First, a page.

Except for the penalty imposed by the trial court, the CA affirmed petitioner's conviction for estafa. The CA held:

The alleged loss of receipt is unbelievable as it is not duly proven. And the construction for which payment was allegedly made turned out to be non-existent. There is no other logical conclusion save that she merely misappropriated the money. Otherwise stated, petitioner abused the confidence the Council reposed on her by misusing and/or detaining its money from the use it was intended to be applied.

After a thorough review, we find no cogent reason to disturb the findings and conclusion of the trial Court, save as to the penalty imposed upon petitioner.

The penalty for estafa is prision correccional in its maximum period to prision mayor in its minimum period, if the amount of the fraud is over P12,000 but does not exceed P22,000; and if such amount exceeds the latter sum, the penalty provided shall be imposed in its maximum period, adding one year for each additional P10,000; but the total penalty which may be imposed shall not exceed twenty years. In such cases, and in connection with the accessory penalties which may be imposed and for the purpose of other provisions of thisprision mayor or reclusion temporal, as the case may be.

Considering the amount of P578,208.96 misappropriated by petitioner, the corresponding penalty obviously reached the twenty-year limit. Absent any modifying circumstance, the maximum should be within the maximum twenty years of reclusion temporal while the minimum term should be anywhere within prision mayor, the penalty next lower in degree from reclusion temporal.

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WHEREFORE, the appealed decision is hereby AFFIRMED with the MODIFICATION that petitioner VICIA D. PASCUAL is sentenced to an indeterminate penalty of EIGHT (8) Years and ONE (1) Day of prision mayor, as minimum, to TWENTY (20) Years of reclusion temporal, as maximum. All other aspects of the decision are maintained.

Petitioner moved for reconsideration of the above decision but the same was denied, thus this petition. TCcIaA

Petitioner essentially argues that the CA erred in affirming her conviction. She reiterates her arguments in the lower courts that: (1) she was denied her constitutional right to due process because of her former counsel's failure to present the necessary evidence on her behalf and (2) the CA erred in not giving credence to her affidavit attesting that she did not misappropriate the money. She added that the notice of preliminary investigation was defective and the trial court never acquired jurisdiction over her person.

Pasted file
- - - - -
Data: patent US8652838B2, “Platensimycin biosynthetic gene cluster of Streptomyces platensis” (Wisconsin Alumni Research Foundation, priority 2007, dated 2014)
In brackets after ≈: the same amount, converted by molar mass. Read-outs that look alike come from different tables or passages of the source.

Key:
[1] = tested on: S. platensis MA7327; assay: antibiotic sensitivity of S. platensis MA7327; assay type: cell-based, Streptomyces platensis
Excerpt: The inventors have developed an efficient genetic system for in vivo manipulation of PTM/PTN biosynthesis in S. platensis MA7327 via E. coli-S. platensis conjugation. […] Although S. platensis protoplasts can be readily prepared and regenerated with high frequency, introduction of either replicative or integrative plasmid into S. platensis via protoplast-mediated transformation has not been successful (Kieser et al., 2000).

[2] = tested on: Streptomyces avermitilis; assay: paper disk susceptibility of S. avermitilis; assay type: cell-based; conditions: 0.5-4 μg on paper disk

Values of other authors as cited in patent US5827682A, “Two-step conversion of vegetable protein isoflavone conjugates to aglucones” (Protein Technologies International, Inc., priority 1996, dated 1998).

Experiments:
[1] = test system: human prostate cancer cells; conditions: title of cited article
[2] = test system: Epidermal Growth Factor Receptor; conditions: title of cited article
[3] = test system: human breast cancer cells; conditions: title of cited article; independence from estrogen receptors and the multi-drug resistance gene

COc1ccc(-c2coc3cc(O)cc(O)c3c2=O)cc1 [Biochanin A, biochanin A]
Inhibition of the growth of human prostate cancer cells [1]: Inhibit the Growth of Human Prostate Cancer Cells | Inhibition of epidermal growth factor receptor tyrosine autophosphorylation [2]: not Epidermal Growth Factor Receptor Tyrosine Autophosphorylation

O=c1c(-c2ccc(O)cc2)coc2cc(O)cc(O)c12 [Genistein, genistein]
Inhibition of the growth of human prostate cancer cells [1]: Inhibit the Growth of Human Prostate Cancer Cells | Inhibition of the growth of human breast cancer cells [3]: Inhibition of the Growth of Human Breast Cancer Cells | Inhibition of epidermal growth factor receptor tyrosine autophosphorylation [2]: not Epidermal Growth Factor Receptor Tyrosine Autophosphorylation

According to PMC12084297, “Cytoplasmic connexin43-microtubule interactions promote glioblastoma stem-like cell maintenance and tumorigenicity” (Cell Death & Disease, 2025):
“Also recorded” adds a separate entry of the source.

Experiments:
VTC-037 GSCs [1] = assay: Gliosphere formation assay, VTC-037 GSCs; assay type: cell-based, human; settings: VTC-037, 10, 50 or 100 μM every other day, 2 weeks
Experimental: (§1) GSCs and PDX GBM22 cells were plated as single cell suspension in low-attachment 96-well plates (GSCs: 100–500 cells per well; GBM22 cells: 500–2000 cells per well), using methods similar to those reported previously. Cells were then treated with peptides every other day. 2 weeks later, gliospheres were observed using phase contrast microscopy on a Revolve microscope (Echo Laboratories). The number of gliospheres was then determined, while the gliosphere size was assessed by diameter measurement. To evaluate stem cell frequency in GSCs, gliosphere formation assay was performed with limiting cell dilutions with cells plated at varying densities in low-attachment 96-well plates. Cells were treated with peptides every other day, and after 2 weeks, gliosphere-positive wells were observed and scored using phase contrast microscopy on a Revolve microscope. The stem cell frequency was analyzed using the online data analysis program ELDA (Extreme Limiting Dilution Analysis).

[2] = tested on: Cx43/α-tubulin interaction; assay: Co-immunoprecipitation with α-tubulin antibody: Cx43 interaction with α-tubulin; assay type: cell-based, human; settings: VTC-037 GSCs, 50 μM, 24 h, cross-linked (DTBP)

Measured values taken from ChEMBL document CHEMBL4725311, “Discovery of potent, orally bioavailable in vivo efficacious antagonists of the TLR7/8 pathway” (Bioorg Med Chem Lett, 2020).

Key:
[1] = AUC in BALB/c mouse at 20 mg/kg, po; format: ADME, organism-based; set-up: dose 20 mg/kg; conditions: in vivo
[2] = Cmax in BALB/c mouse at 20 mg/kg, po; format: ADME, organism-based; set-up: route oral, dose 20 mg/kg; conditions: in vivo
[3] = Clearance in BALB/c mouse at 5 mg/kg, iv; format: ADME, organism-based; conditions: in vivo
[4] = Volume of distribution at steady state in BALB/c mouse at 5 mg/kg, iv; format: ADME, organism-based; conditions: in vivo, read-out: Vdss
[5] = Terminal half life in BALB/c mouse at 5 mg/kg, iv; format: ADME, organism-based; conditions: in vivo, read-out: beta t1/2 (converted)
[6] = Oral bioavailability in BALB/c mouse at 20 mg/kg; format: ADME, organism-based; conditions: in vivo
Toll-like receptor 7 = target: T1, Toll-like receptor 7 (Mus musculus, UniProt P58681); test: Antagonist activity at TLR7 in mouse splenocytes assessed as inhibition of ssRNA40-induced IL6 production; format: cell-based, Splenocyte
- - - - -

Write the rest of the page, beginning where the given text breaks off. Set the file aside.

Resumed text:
The petition must fail.


Petitioner was not denied due process on the mere premise that she was not able to submit her affidavit regarding where she allegedly spent the council's money. Due process means that a party has been given the opportunity to be heard. When a party has been afforded a chance to present his or her own side, he cannot feign denial of due process. In this case, the records are evident that petitioner herself participated as the only witness for the defense during the trial. She cannot now claim very belatedly that her constitutional right to due process was violated and that she was denied her day in court. What is repugnant to due process is the absolute absence of the opportunity to be heard through pleadings or otherwise, which is not the case here.

Petitioner likewise contends that it was due to her former counsel's incompetence and negligence that she failed to offer her affidavit as evidence during the trial. This contention does not hold ground considering that she neither objected nor called the attention of her former lawyer when the latter manifested in open court that petitioner (as then accused) was adopting in Criminal Case No. 98-1015 the evidence in Criminal Case No. 98-1014, which evidence did not include petitioner's affidavit. Had petitioner truly believed that her counsel then was inept and careless, she could have easily terminated his services at that very instance. In failing to do so, we can only conclude that she acquiesced to the manner her former lawyer handled her case. CaEATI

The doctrinal rule is that litigants should suffer the consequences of the negligence or incompetence of their counsel whom they themselves hired and had full authority to fire at anytime and replace even without any justifiable cause.


Petitioner avers that her affidavit was crucial in determining whether or not she indeed committed estafa. She insists that, had the trial court allowed its submission, she would have been acquitted of the charges.